Farmers thought agricultural economist Prof Eckart Kassier was out of his mind when, in 1994, he predicted that in 2014 only 30 000 of the then 60 000 South African farmers would remain in business. This is one-tenth of the number of farmers on the land in the 1960s. Kassier’s prediction was correct, and according to Braam Coetzee, managing director of breeding association Konsortium Merino, these numbers could dwindle to 7 000 over the next decade.
He was speaking at a dinner where the breeding association announced its strategy for ensuring that its members would be among those 7 000 farmers.
Coetzee identifies economies of scale as the primary reason that farmers today struggle to survive, and this is echoed by John Luscombe, executive director of Konsortium Merino. In his opinion, farming with sheep on a 5 000ha farm in the Karoo might have been sufficient a few years ago, but it is no longer economically viable.
“You need to have at least 10 000ha if you want to stay in the game. And over a few years, that too might not be enough,” he says. As a breeding organisation, Konsortium Merino is no exception. Over the years, the organisation’s members have produced quality wool and meat, says Coetzee. He cites one of its members from Victoria West in the Northern Cape taking first place in a blind tasting at the World Merino Congress in Stellenbosch earlier this year.
But the group does not have sufficient volume to ensure consistent supply, and is therefore losing out on market opportunities. According to Coetzee, however, this is due to change soon, as Konsortium Merino has developed a strategy to grow its combined flock to 500 000 ewes by 2025. It also aims to establish a Konsortium Merino brand, so that its meat and wool will not lose its identity along the supply chain.
The strategy’s first phase involves a new way of ‘owning’ sheep, says Coetzee. Konsortium Merino will lease land, and sheep will be farmed on a large scale. To finance this expansion, those involved will be able to buy shares in the operation in the form of ewe units. A ewe unit is defined as a ewe between one and five years old, with less than three months of wool. It is not a stud ewe and is able to reproduce.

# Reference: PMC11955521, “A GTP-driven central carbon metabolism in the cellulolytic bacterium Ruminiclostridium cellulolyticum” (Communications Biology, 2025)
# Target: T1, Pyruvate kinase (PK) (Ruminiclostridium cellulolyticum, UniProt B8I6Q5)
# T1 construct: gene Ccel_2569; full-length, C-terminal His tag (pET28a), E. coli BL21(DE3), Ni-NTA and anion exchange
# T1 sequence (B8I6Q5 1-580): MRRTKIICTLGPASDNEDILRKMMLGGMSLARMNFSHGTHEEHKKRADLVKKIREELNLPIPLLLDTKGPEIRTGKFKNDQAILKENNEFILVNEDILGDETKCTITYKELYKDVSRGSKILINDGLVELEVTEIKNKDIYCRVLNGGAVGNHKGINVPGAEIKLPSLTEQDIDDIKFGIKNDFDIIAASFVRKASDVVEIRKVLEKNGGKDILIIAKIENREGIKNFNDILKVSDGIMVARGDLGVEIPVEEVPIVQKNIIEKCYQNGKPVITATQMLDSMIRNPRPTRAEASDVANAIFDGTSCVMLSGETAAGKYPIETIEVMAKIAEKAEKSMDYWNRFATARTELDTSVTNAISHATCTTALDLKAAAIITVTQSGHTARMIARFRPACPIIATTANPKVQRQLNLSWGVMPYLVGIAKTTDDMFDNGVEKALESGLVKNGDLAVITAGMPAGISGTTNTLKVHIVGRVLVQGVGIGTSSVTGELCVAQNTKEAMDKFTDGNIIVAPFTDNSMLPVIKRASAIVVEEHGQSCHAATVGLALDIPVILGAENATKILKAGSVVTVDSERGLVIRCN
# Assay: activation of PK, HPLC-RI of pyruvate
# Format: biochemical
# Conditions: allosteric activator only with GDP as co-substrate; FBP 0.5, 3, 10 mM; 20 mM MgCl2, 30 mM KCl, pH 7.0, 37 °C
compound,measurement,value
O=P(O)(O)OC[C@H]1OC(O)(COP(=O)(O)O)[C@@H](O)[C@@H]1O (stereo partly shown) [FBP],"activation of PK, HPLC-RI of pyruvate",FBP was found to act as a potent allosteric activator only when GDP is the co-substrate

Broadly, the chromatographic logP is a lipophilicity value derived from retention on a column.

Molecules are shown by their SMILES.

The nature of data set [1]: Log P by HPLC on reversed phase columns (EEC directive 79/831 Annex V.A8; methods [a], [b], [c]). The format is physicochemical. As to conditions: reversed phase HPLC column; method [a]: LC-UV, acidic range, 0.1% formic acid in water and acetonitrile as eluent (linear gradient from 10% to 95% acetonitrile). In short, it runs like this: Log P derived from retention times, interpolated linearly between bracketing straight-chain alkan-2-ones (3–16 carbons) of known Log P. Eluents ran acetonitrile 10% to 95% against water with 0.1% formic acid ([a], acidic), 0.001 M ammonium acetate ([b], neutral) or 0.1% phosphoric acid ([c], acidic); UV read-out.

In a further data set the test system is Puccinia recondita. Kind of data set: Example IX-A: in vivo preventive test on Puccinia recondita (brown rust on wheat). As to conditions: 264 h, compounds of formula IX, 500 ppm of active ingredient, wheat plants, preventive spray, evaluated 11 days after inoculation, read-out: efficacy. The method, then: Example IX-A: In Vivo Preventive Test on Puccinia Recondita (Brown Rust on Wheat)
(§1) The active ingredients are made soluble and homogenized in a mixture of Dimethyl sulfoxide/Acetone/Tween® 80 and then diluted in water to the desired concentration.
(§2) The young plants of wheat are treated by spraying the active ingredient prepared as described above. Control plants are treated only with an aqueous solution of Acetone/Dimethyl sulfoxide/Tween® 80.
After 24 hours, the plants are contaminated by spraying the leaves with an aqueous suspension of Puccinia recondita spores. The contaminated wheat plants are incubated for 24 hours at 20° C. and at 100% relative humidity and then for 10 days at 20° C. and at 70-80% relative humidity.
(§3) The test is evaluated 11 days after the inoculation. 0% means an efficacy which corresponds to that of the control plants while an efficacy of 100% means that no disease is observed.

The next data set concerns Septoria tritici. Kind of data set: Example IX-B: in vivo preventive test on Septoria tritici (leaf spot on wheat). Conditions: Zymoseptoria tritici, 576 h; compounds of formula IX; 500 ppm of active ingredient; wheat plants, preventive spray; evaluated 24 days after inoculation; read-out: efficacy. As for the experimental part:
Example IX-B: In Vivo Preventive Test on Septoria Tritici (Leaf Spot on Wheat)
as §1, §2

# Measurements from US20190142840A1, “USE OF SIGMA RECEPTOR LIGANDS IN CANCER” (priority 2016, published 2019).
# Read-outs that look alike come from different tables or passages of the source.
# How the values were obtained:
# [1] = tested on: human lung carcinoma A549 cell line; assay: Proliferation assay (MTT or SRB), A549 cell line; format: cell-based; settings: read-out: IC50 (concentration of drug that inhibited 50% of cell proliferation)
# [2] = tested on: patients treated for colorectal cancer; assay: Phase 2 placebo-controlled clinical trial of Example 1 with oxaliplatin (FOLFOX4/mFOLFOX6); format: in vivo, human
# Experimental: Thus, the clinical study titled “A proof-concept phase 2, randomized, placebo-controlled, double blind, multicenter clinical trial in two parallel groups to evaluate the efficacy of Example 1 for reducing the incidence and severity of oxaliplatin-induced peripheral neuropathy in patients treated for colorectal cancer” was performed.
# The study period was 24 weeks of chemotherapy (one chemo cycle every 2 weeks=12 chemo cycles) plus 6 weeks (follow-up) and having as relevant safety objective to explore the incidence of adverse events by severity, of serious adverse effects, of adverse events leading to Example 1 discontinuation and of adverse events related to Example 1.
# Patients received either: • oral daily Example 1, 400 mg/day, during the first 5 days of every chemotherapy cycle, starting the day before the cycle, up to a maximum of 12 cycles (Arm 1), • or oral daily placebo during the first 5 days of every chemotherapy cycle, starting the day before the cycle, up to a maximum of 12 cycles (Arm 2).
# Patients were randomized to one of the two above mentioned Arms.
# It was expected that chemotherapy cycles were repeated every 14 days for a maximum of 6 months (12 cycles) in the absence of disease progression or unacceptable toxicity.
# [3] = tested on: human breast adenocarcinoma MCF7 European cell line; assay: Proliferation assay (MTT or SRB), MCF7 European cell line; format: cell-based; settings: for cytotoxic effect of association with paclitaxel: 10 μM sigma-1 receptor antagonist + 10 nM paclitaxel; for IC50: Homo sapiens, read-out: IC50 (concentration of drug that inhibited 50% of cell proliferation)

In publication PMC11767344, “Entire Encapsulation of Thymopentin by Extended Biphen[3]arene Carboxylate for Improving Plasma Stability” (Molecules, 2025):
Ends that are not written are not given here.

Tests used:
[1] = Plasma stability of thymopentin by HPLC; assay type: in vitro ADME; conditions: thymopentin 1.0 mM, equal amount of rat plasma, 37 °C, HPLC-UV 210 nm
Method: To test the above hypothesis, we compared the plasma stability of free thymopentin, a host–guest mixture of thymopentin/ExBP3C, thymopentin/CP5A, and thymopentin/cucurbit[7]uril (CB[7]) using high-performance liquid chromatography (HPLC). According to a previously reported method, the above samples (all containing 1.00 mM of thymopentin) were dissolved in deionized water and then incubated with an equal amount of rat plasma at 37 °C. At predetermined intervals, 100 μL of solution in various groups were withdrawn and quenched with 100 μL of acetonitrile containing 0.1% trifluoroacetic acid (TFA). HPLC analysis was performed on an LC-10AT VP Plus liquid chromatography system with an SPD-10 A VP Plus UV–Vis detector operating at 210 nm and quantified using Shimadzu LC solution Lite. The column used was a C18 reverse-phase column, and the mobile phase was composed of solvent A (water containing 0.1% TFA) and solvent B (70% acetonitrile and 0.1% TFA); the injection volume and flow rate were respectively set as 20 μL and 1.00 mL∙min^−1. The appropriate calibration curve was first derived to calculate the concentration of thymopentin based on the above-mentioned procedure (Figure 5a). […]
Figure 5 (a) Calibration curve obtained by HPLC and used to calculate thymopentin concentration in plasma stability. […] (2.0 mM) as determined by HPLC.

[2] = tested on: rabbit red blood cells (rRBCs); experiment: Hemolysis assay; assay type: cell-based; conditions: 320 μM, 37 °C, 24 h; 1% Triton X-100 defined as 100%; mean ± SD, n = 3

Unit owners will share profits and enjoy the same tax benefits as farmers. This will allow people who are not farmers to become involved in agriculture. It will also offer existing farmers a means to expand production, an ideal solution for
farmers struggling to expand production due to land constraints, according to Coetzee. Investors will have to buy at least 10 units at a time for a minimum term of three years, as that is the minimum length of farm leases. After three years, investors can sell or keep their shares, or exchange them for real sheep.
There is an exit clause for those who want to sell their shares earlier, but this will involve a fine. At present, the value of a sheep unit is R1 284. Farmers will share in profits of meat sales, amounting to 4kg of meat per unit. Coetzee
estimates that this will result in growth of 6,5% to 7% of the value of the ewe unit, adding that the price of ewes has grown steadily between 10% and 12% per year over the past forty years.
“Total growth of an investment can easily amount to 16% to 17% a year,” he says. Coetzee claims that because Konsortium Merino understands sheep farming, the strategy is a superb business opportunity. The group currently leases about 100 000ha of land, with 26 000 ewe units valued at R37 million under its management.
To incorporate farm workers, the group has proposed farm workers create co-operatives of at least five members each.
Willi Jonker, a chartered accountant from asset manager Interneuron and involved with Konsortium Merino, told Farmer’s Weekly that co-operatives must apply for funding from the Department of Trade and Industry (dti), and use it to buy units. According to him, the dti provides up to R350 000 per co-operative.
In addition to creating opportunities for farm workers, a strategy has been created to empower emerging farmers.
“Commercial farmers are leaving the industry as fast as government is trying to push new farmers into it,” Coetzee says. “We as farmers will have to make land reform work if we want to secure a future for ourselves in this country.
Konsortium Merino will make sheep available to these farmers to contribute to successful land reform.” Jonker identifies poor access to finance as one of the primary obstacles to land reform. “Government is not transferring land to new entrants. Without land ownership, these farmers are unable to access loans to start or expand production,” he stresses. Konsortium Merino aims to supply beneficiaries with physical ewes in return for a 70% accrual of capital.
“The breeding group has a strong base of extension officers who will teach farmers the ins and outs of sheep farming to
guarantee their success. The farmers basically only have to ensure they don’t lose the sheep.” Jonker adds that the new farmers will be able to build up a commercial-sized stud within five years.
Konsortium Merino plans to open feeding lots and abattoirs so that the group will attain ownership over the sheep
produced by emerging farmers, ensuring a high-quality product. According to Luscombe, the group has been
involved with clinics and schools on a small scale, but the new strategy will enable it to make an even greater social contribution.
Phone Konsortium Merino on 082 307 6921 or email [email protected].
This article was originally published in the 14 November 2014 issue of Farmer’s Weekly.